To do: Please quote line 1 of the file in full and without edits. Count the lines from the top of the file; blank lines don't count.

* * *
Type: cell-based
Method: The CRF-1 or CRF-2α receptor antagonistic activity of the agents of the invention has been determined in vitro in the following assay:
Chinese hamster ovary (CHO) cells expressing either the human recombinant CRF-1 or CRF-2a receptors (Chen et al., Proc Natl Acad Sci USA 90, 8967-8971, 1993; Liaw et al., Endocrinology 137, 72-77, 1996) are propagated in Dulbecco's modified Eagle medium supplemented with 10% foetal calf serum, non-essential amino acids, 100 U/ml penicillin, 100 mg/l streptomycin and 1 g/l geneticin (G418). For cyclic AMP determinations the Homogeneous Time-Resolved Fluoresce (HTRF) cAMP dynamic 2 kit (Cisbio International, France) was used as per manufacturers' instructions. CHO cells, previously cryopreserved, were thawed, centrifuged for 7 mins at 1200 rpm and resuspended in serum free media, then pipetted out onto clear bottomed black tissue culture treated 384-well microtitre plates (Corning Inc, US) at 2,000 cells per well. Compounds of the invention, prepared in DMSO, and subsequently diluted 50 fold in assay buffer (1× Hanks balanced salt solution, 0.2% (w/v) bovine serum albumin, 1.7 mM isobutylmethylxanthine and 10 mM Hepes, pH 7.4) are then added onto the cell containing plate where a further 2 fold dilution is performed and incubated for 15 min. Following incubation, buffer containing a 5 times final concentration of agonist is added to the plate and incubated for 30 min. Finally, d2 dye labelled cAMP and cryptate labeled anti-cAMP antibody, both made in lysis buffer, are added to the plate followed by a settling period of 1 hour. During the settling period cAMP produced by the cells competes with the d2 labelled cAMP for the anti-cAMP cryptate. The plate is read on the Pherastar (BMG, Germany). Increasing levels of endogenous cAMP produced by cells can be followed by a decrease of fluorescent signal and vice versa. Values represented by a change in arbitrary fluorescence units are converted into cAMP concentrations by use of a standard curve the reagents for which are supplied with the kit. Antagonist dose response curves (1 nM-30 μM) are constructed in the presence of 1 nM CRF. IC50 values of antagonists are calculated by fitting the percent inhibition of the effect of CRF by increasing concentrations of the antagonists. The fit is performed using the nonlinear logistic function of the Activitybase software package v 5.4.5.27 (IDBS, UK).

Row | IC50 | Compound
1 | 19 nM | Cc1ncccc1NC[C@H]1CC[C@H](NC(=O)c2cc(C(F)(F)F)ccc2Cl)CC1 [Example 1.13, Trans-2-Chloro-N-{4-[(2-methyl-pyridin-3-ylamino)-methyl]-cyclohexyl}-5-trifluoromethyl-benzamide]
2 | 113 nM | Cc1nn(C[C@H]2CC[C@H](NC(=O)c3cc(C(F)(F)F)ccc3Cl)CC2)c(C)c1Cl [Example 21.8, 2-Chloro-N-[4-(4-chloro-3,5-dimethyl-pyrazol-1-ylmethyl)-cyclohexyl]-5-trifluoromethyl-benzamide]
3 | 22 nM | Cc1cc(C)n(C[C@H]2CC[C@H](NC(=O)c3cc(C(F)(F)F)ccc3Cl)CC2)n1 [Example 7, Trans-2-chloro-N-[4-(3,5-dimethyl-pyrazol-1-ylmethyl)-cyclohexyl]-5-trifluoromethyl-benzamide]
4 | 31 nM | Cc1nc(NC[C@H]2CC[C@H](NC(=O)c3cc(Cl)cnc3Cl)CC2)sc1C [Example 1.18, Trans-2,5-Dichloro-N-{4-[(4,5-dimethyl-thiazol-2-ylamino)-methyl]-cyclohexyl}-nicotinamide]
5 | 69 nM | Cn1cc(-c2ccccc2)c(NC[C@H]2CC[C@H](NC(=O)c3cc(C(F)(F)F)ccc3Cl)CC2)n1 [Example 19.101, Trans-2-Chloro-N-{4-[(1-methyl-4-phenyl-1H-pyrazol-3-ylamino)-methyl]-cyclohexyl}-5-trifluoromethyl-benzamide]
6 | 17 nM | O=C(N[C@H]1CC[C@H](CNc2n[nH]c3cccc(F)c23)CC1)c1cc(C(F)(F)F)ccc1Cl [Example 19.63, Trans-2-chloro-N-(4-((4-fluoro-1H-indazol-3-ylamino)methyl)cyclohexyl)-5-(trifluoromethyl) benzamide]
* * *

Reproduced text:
Type: cell-based